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Ethanol-Diesel Fumigation in a Multi-Cylinder Engine

Published April 14, 2008 by SAE International in United States
Ethanol-Diesel Fumigation in a Multi-Cylinder Engine
Sector:
Citation: Ekholm, K., Karlsson, M., Tunestål, P., Johansson, R. et al., "Ethanol-Diesel Fumigation in a Multi-Cylinder Engine," SAE Int. J. Fuels Lubr. 1(1):26-36, 2009, https://doi.org/10.4271/2008-01-0033.
Language: English

Abstract:

Fumigation was studied in a 12 L six-cylinder heavy-duty engine. Port-injected ethanol was ignited with a small amount of diesel injected into the cylinder. The setup left much freedom for influencing the combustion process, and the aim of this study was to find operation modes that result in a combustion resembling that of a homogeneous charge compression ignition (HCCI) engine with high efficiency and low NOx emissions. Igniting the ethanol-air mixture using direct-injected diesel has attractive properties compared to traditional HCCI operation where the ethanol is ignited by pressure alone. No preheating of the mixture is required, and the amount of diesel injected can be used to control the heat release rate. The two fuel injection systems provide a larger flexibility in extending the HCCI operating range to low and high loads.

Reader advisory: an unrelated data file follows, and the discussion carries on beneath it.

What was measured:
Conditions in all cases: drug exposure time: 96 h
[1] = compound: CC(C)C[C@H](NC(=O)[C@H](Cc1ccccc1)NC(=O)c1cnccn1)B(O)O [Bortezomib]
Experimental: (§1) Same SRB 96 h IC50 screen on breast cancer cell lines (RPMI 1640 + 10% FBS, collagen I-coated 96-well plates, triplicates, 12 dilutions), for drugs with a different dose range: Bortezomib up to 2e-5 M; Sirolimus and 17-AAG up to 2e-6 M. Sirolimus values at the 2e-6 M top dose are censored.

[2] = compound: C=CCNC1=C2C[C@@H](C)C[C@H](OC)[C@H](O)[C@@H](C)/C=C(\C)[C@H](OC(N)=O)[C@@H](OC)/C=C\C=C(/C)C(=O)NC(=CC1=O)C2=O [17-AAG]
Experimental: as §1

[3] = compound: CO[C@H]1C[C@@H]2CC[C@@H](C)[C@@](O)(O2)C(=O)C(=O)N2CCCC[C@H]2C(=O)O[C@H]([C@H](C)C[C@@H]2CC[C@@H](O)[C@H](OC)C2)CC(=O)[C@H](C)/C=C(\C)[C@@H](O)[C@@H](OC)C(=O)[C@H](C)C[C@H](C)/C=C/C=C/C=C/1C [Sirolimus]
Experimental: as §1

It was shown that cylinder-to-cylinder variations present a challenge for this type of combustion. By using closed-loop cylinder-individual control of pressure derivatives and IMEP with the amounts of fuels injected, combustion was successfully harmonized between the cylinders.
Successful fumigation operation was verified up to 18.4 bar BMEP at a fixed engine speed of 1450 rpm. Two load points (4.6 bar BMEP and 9.2 bar BMEP) were studied in detail. Different diesel injection timings, diesel ratios, and EGR rates were investigated, and comparisons were drawn to pure diesel operation of the same engine. At medium load (9.2 bar BMEP), it was possible to obtain a stable HCCI-like combustion with low NOx emissions (0.1 g/kWh), reasonably high brake efficiency (38 %), and low pressure derivatives (5 bar/CAD). High load operation (18.4 bar BMEP) resulted in low pressure derivatives (5.5 bar/CAD), acceptable brake efficency (38 %), and relatively low NOx emissions (0.34 g/kWh).